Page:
One pricing question every salesperson needs to answer…


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How well do your salespeople know their customers? No, I’m not talking about knowing basic customer information or buying habits. Rather, I’m talking about knowing how each customer will react to price changes for each product or service they currently pay for. It’s about listening and constantly probing to find the answer to one very important pricing question.

If prices were raised today, how would your customers react?

The simple answer is that it all depends on how price sensitive (or insensitive) your customers are for their specific products or services. For customers who are relatively price-insensitive, then the answer is that volumes would remain pretty much unchanged with most all of the price change flowing to top line revenue growth.

It gets a little sticky for customers who are relatively price-sensitive. For a price hike, the real question to ask here is not whether you will see a volume decrease (as predicted by a normal downward sloping price demand curve), but whether the price hike will force the customer to change suppliers (because of cross elasticity of demand). If a supplier change occurs, you’re out and one of your competitors is in!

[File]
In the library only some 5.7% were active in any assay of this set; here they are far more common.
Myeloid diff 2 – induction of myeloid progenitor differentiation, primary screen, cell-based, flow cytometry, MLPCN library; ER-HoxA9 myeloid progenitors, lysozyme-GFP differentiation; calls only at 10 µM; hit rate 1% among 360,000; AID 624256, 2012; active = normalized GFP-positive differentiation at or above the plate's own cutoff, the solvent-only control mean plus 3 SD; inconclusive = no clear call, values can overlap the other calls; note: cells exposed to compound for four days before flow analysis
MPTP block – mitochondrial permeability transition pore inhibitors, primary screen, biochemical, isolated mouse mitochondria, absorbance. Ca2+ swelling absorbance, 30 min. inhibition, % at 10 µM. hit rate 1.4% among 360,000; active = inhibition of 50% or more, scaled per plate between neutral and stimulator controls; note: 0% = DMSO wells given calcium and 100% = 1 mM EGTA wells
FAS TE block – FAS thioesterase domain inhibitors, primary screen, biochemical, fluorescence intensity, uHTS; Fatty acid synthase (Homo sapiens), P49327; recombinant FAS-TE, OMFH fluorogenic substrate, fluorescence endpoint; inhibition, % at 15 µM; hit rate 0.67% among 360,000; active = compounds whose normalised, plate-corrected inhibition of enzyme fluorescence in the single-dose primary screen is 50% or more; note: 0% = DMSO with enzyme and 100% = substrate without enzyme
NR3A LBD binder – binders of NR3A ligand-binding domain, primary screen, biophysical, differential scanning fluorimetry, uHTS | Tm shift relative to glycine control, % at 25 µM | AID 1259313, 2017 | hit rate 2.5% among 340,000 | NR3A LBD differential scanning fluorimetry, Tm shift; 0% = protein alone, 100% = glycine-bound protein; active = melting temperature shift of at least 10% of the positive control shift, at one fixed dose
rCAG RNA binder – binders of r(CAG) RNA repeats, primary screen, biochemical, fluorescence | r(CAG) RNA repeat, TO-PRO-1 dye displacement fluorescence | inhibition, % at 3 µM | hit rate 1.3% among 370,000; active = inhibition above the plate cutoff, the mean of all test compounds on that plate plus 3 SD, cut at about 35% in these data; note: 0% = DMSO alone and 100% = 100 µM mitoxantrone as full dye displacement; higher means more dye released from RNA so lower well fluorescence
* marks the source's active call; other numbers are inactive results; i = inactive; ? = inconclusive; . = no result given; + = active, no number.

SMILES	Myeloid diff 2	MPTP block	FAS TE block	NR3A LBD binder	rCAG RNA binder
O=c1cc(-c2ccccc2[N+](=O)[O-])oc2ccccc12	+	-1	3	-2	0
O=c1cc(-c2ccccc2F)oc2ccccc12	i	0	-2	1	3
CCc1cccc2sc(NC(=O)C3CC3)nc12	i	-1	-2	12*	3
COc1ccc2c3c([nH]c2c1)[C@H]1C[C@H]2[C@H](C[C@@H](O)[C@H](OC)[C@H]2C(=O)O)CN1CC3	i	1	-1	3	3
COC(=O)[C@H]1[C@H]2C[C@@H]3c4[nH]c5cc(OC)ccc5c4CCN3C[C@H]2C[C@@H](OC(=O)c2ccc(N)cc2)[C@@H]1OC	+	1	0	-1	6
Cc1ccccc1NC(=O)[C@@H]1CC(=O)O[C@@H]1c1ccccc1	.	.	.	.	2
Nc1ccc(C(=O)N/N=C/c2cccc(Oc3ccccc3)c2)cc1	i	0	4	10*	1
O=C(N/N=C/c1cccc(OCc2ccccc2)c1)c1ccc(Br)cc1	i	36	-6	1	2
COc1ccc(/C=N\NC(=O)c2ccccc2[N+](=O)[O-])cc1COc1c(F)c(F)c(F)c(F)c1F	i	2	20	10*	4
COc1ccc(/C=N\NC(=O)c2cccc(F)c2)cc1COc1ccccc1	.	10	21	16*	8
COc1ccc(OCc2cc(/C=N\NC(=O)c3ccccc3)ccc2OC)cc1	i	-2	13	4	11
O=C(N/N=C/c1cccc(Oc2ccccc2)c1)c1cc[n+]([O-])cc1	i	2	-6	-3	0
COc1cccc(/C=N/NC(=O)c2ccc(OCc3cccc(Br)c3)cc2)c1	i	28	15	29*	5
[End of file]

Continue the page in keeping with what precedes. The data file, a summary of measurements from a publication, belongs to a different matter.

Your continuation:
The difference between these two scenarios (sales volume drop as opposed to sales volume going to zero) is huge! Does your salesforce know their customer base well enough to be able to gauge their reaction? They should, because this is one of the most valuable pieces of information that needs to be brought to any serious price strategy discussion.

The challenge with answering this question is that it requires time. Time for your salesforce to not just get to know the buying habits of each customer, but extra time to probe. Asking questions about how customers might react to price changes from both you and your direct competitors. Questions that will allow you to either directly or indirectly ascertain the overall price sensitivity of each customer along with the price sensitivities to each offered product or service. And gathering enough information to predict within reasonable certainly which customers would change suppliers. Again, the process takes time and it can’t be rushed. So if your thinking about adjusting prices in 2012, you need the salesforce to be well on their way to gathering this information today.

Here’s the takeaway: Does your sales force know their customer base well enough to be able to predict their reaction to price changes? If not, what are you waiting for?

Republished with author's permission from original post.

Patrick Lefler
Patrick Lefler is the founder of The Spruance Group -- a management consultancy that helps growing companies grow faster by providing unique value at the product level: specifically product marketing, pricing, and innovation. He is a former Marine Corps officer; a graduate of both Annapolis and The Wharton School, and has over twenty years of industry expertise.


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